Symptoms of high cholesterol: What should you know?


High cholesterol, also known as Hypercholesterolemia, is a condition characterized by an elevated level of cholesterol in the blood above the normal range, which is typically 200 milligrams per deciliter.

Although cholesterol is a natural fat in the blood; excessively high levels can lead to severe complications, therefore, it is essential to recognize the symptoms of high cholesterol and the groups more susceptible to its development, in the following article, we will discuss these details:

What are the symptoms of high cholesterol?

High cholesterol itself does not cause symptoms in the affected individual, and the only reliable and definitive way to confirm high cholesterol is through a laboratory test. 

Indeed, in some cases, severe high cholesterol can lead to the appearance of specific symptoms in some individuals. Here are the main symptoms of severe high cholesterol: 

  • The appearance of yellowish bumps on the skin results from cholesterol accumulation, especially in the joints of the hands or knees. This condition is known as Tendon Xanthomata.
  • The appearance of yellowish plaques (Xanthelasmas) filled with cholesterol near the inner corner of the eye.
  • The occurrence of sexual weakness or impotence in men due to the adverse effects of severely high cholesterol on the arteries.
  • The appearance of pale or grayish-white rings around the iris of the eye, known as Corneal Arcus.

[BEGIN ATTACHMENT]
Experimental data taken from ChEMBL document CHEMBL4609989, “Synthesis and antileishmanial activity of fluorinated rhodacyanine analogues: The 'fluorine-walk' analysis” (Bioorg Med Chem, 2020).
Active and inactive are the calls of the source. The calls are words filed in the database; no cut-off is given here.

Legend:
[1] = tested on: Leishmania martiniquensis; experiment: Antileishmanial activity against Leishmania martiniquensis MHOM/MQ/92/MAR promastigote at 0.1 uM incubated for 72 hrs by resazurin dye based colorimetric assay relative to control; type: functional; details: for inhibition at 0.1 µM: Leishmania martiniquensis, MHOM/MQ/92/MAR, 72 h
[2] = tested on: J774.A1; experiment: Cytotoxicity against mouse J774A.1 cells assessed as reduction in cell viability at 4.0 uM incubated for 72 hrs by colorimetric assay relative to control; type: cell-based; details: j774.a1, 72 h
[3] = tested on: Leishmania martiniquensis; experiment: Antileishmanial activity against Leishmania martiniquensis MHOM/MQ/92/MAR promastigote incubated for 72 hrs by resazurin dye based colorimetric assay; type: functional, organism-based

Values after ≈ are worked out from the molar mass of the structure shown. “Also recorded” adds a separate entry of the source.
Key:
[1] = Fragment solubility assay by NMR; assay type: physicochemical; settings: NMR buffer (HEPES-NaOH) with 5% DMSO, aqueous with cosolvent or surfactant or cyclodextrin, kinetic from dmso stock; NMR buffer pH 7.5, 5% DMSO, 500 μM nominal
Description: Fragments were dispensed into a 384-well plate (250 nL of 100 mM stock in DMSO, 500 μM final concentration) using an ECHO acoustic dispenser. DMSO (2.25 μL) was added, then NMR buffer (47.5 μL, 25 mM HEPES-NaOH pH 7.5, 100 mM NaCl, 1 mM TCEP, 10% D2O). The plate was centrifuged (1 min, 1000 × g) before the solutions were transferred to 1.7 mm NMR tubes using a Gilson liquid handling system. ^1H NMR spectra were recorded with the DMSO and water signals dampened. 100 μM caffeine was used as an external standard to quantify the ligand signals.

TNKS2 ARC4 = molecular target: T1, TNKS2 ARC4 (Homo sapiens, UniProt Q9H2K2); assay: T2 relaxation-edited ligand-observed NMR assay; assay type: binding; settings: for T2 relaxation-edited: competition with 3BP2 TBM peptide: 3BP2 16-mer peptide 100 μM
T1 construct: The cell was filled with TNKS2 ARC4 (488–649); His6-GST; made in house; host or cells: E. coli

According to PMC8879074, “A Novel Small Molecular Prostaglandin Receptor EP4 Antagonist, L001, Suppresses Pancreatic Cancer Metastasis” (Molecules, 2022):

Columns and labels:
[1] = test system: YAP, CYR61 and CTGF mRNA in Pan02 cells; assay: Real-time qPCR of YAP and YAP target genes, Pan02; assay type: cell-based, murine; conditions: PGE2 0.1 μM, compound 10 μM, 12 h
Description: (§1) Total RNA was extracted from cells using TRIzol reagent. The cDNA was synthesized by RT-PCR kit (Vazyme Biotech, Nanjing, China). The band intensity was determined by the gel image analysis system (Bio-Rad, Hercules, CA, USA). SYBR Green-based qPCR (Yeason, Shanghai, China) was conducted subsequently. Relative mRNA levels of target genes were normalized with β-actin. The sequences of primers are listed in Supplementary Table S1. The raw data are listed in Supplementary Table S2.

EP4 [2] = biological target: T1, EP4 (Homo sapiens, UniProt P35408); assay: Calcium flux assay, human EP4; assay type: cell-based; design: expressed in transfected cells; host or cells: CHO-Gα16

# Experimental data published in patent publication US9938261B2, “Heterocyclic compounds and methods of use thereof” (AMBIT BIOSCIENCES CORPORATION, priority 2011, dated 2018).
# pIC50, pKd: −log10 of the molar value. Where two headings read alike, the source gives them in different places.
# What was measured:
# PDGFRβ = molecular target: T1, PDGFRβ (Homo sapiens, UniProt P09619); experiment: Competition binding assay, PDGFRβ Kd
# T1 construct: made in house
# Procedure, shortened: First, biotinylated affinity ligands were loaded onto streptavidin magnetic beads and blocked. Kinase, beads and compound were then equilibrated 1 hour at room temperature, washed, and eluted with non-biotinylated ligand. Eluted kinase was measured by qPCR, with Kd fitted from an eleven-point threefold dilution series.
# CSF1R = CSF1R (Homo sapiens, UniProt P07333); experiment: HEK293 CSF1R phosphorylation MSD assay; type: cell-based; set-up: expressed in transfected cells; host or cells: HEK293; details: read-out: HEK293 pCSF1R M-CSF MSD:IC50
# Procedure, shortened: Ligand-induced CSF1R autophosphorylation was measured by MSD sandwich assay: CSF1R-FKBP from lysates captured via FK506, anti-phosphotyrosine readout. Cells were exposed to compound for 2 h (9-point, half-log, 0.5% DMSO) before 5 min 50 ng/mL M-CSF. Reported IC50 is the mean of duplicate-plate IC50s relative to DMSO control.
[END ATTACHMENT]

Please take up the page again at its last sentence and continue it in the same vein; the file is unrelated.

What are the symptoms of complications resulting from high cholesterol?

As mentioned earlier, most people with high cholesterol do not experience apparent symptoms; however, over time, the cholesterol level in the blood may excessively increase (i.e., above 240 milligrams per deciliter); causing an increased risk of developing certain health conditions accompanied by the appearance of symptoms.

In the following paragraphs, we will explain the main complications resulting from high cholesterol and the accompanying symptoms:


1- Coronary Artery Disease

Coronary Artery Disease (CAD) is a heart condition caused by the buildup of fats in the major arteries that supply blood to the heart, narrowing them.

Usually, Coronary Artery Disease causes many symptoms that differ between genders, and the following are the most common ones:

    • Chest pain.
    • Nausea.
    • Severe fatigue.
    • Shortness of breath.
    • Pain in the neck, jaw, back, or upper abdomen.

2- Heart attack

A heart attack happens when a buildup of fats, cholesterol, and other substances in the arteries that carry blood to the heart, leading to a complete blockage or a significant reduction in blood flow through these arteries. Usually, the following symptoms accompany a heart attack:

    • The feeling of tightness or pain in the chest and arms.
    • Difficulty breathing.
    • The feeling of anxiety.
    • Dizziness.
    • Digestive issues such as nausea, indigestion, or heartburn.
    • Excessive fatigue.

3- Stroke

A stroke is one of the complications of high cholesterol in the blood, which occurs due to the buildup of fats and cholesterol in one of the arteries that supply blood to the brain, leading to the blockage or narrowing of these arteries.